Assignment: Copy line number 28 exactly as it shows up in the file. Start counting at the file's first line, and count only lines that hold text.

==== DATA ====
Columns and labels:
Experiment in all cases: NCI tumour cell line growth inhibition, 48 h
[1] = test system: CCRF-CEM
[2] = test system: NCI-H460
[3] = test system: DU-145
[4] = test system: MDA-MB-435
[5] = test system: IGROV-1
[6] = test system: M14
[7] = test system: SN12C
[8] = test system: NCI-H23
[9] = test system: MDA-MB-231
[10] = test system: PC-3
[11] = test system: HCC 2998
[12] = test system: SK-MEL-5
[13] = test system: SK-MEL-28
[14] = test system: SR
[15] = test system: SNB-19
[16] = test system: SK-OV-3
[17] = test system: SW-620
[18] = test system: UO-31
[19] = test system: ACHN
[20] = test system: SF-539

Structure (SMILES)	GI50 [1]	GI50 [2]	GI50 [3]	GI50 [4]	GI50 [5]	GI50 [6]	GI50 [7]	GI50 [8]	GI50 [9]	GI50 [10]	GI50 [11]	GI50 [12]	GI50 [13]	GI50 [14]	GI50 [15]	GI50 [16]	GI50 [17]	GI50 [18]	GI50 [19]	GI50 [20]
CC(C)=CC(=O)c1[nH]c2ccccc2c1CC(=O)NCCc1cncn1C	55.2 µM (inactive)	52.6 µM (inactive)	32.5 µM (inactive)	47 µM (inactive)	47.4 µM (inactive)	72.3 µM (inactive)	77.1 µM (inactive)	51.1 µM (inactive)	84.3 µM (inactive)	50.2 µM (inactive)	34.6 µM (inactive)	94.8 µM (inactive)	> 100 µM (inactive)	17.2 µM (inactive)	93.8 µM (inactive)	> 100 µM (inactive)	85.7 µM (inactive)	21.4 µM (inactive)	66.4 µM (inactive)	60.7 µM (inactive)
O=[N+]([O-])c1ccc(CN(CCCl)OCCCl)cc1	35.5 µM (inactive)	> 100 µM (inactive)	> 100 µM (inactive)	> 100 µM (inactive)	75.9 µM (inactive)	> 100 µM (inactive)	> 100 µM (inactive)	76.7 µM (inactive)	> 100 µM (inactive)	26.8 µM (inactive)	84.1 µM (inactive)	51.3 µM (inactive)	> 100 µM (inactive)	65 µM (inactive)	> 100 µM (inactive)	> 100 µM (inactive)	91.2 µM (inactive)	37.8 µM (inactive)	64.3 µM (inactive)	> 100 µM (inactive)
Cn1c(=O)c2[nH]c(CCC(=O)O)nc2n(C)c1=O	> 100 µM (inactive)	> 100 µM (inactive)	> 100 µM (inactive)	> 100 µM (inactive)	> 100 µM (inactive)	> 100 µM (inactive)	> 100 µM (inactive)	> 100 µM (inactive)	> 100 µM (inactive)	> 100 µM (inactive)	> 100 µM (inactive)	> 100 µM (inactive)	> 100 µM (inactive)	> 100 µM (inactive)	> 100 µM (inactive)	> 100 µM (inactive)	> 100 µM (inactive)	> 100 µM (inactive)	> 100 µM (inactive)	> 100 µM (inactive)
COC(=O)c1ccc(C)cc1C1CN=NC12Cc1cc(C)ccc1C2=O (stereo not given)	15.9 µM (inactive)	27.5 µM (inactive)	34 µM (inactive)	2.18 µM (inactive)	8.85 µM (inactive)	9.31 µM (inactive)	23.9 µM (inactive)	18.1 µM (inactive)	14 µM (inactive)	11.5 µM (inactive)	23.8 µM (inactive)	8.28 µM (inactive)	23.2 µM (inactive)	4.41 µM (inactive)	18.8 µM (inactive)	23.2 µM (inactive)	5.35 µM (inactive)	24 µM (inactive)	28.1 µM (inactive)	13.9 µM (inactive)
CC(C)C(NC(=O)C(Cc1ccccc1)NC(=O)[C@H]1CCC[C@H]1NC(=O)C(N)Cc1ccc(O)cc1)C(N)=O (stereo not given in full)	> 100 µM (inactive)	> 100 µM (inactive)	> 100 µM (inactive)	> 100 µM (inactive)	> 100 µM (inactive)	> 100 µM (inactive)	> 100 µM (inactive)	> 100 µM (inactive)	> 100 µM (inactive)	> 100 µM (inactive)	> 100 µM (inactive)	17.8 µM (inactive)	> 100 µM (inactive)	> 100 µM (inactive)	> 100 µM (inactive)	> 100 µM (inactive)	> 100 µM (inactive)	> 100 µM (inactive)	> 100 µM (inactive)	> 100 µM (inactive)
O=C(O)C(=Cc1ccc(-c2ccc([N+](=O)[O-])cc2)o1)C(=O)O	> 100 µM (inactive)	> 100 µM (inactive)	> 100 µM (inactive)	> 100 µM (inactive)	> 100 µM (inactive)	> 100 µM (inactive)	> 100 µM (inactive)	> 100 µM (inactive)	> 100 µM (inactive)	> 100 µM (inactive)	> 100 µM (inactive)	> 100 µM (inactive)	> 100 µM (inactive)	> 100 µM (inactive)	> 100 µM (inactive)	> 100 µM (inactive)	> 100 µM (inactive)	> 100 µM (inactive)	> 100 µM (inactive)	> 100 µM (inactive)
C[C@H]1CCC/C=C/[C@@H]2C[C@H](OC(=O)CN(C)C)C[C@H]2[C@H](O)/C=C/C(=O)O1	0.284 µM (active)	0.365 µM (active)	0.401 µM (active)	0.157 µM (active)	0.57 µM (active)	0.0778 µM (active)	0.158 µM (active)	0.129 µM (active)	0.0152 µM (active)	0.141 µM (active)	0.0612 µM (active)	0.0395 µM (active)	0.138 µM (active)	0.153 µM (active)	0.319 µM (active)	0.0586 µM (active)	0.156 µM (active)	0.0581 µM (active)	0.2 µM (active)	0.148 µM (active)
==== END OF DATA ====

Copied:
CC(C)C(NC(=O)C(Cc1ccccc1)NC(=O)[C@H]1CCC[C@H]1NC(=O)C(N)Cc1ccc(O)cc1)C(N)=O (stereo not given in full)	> 100 µM (inactive)	> 100 µM (inactive)	> 100 µM (inactive)	> 100 µM (inactive)	> 100 µM (inactive)	> 100 µM (inactive)	> 100 µM (inactive)	> 100 µM (inactive)	> 100 µM (inactive)	> 100 µM (inactive)	> 100 µM (inactive)	17.8 µM (inactive)	> 100 µM (inactive)	> 100 µM (inactive)	> 100 µM (inactive)	> 100 µM (inactive)	> 100 µM (inactive)	> 100 µM (inactive)	> 100 µM (inactive)	> 100 µM (inactive)